Begun in 2014, The “Mike to Mike” Half Marathon and All American Marathon take place in Fayetteville/Ft. Bragg, starting near the original Iron Mike Statue in front of the Airborne & Special Operations Museum in Historic Downtown Fayetteville, finishing near the replica Iron Mike Statue on Fort Bragg.
The statue was moved from its original location at the Knox Street entrance of Ft. Bragg to its second location on Randolph Street in 1979. It had become a common target for vandals and anti-war protesters and was moved for its protection.
The statue stands outside the entrance to the Airborne and Special Operations Museum facing north looking towards the North Carolina Veterans Park. The museum is located at 100 Bragg Blvd. Fayetteville, NC 28301. The statue is flanked across the circular drive by sixty seven marble markers to individual airborne and special operations units (As of May, 2015). The sidewalk leading to the statue is embedded with square marble blocks inscribed in memory of individual deceased veterans. The General Hugh Shelton statue stands down a tree-lined sidewalk to the north of Iron Mike next to a grass lawn. The Black Test Platoon Marker and Special Operations Force Dog memorial are nearby.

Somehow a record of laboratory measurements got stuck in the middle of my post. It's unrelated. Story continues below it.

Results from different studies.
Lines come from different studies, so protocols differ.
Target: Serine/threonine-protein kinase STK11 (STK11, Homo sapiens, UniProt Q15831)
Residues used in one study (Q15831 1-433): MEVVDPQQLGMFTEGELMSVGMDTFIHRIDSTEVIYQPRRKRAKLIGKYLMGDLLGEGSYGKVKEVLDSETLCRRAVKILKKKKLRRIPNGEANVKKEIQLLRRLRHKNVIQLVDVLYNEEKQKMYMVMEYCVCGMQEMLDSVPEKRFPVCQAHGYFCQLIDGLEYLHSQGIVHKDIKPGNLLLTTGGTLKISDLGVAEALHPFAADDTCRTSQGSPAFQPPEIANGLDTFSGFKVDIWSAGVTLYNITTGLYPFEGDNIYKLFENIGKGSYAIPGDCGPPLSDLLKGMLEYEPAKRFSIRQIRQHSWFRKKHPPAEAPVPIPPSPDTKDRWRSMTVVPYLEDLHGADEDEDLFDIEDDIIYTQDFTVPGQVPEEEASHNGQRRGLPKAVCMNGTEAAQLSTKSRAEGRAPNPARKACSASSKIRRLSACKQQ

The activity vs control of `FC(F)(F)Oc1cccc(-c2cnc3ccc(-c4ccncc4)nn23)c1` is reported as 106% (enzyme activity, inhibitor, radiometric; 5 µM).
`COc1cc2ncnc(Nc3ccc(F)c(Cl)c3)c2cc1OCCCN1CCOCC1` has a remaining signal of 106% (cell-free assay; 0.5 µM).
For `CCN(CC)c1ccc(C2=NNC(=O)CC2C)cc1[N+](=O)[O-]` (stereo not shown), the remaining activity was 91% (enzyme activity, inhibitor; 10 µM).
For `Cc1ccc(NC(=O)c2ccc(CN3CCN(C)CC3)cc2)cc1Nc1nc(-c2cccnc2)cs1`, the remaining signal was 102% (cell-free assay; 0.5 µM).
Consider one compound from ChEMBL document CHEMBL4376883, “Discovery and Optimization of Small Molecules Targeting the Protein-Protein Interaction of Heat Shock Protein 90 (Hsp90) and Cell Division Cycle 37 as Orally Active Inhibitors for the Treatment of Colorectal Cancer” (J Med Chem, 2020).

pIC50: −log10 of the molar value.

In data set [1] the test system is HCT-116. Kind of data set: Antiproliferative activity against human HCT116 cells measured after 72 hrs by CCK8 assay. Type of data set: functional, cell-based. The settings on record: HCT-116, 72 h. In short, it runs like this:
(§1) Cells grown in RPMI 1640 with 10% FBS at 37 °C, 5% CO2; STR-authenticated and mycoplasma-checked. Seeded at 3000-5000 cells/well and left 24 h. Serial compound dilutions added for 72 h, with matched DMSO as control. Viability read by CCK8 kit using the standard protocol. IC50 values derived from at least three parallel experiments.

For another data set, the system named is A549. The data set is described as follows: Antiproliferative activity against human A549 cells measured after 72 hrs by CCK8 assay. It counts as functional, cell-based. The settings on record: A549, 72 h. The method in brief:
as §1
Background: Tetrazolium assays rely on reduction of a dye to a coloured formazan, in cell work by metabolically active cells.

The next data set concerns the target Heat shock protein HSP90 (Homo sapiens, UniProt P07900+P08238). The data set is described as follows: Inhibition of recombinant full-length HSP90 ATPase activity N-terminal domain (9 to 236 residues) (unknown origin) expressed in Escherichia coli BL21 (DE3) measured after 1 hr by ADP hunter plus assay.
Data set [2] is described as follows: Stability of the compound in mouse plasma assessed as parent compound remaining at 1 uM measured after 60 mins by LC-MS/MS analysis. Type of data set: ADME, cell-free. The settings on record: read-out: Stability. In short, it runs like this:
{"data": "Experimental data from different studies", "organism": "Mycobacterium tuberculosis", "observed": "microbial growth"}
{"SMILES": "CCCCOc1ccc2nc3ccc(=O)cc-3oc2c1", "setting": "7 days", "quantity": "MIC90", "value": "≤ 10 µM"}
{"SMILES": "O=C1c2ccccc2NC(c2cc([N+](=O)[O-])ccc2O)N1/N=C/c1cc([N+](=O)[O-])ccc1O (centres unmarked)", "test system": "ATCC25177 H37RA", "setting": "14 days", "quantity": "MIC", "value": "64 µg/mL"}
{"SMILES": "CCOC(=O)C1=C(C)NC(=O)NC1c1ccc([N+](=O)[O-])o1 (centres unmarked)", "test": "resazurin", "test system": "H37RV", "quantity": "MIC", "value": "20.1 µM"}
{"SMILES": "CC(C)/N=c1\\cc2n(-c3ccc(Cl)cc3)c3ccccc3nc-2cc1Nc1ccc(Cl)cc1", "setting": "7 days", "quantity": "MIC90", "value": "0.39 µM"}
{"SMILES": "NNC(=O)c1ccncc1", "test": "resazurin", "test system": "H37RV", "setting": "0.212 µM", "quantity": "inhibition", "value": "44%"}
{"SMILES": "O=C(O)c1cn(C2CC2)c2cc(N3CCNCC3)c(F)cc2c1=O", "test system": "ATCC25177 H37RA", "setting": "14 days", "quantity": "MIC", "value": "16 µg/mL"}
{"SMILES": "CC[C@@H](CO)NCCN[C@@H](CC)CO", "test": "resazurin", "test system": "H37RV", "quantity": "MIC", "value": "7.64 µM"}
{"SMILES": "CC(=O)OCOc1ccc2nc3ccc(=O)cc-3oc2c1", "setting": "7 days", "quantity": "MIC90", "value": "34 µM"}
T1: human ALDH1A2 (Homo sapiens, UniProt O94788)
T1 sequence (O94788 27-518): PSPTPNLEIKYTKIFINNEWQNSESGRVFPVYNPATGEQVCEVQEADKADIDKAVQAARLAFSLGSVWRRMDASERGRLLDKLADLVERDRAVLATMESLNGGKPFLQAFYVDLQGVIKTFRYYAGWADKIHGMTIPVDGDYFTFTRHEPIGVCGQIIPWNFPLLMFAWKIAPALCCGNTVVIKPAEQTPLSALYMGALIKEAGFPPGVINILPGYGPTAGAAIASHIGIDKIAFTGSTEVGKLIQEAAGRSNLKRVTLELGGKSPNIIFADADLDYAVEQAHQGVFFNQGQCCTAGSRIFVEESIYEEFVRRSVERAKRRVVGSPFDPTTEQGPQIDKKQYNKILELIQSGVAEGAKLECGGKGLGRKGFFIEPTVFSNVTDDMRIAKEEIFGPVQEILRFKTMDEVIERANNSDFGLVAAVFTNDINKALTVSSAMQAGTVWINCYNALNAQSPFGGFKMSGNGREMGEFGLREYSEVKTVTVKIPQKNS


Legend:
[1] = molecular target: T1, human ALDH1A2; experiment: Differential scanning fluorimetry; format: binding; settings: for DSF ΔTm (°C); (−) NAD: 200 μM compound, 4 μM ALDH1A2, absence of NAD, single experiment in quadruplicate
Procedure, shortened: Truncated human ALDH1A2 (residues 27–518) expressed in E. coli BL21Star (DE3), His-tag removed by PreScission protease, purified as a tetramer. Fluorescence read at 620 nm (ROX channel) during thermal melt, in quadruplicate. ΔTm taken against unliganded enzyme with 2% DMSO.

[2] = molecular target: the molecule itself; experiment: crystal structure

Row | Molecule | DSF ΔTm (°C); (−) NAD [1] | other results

The statue sits inside a circular sidewalk which in turn is separated from the front entrance to the museum by a circular drive. This landscape element is circled by a black chain on short post and low shrubs as ground cover.
The original location was at the entrance to Ft. Bragg at Bragg Blvd. and Knox Streets where it remained until 1979. The second location was in the traffic circle at Randolph and Armistead Streets where it remained until a bronze replica was dedicated at the same location in 2005. The statue was in storage from 2005 to 2010 while undergoing restoration.